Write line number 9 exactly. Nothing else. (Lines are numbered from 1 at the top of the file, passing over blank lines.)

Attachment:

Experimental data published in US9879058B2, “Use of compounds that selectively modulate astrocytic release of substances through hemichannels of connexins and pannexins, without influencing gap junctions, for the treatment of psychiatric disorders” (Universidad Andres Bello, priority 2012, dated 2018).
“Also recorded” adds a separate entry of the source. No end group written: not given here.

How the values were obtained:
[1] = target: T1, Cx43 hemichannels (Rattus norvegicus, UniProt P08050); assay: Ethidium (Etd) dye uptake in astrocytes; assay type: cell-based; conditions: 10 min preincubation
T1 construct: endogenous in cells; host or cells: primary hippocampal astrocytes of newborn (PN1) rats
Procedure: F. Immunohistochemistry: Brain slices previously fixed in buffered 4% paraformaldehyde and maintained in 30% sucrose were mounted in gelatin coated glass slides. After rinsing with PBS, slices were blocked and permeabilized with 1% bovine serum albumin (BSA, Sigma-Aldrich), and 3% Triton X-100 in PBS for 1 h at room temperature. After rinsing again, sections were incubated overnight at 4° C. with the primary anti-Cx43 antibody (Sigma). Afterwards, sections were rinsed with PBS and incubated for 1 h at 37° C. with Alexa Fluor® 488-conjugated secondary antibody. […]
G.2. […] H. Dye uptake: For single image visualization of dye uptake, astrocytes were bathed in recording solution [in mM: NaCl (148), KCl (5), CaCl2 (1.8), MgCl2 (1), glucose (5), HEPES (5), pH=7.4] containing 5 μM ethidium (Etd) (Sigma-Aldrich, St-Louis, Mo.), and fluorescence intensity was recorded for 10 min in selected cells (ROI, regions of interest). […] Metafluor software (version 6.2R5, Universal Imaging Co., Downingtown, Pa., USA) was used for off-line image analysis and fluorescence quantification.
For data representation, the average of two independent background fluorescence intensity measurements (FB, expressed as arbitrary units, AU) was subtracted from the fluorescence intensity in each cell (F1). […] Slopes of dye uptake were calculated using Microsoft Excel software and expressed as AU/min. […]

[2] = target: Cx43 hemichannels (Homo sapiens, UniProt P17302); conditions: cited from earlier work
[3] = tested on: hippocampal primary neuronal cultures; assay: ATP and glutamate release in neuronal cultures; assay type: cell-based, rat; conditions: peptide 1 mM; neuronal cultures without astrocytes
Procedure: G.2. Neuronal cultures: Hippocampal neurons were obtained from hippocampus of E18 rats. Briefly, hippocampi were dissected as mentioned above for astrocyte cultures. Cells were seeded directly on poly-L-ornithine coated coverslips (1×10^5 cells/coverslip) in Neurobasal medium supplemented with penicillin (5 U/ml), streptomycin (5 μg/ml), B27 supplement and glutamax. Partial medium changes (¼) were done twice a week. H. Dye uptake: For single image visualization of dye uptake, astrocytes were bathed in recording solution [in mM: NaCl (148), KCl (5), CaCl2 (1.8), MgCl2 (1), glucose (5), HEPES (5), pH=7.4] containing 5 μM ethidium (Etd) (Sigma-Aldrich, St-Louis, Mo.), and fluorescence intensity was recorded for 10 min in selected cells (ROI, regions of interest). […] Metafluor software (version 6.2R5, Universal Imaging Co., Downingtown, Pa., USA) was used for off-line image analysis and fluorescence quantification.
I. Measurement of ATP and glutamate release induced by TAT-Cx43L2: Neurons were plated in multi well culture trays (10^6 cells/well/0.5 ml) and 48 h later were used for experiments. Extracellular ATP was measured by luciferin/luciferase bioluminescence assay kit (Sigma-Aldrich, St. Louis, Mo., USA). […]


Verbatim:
[2] = target: Cx43 hemichannels (Homo sapiens, UniProt P17302); conditions: cited from earlier work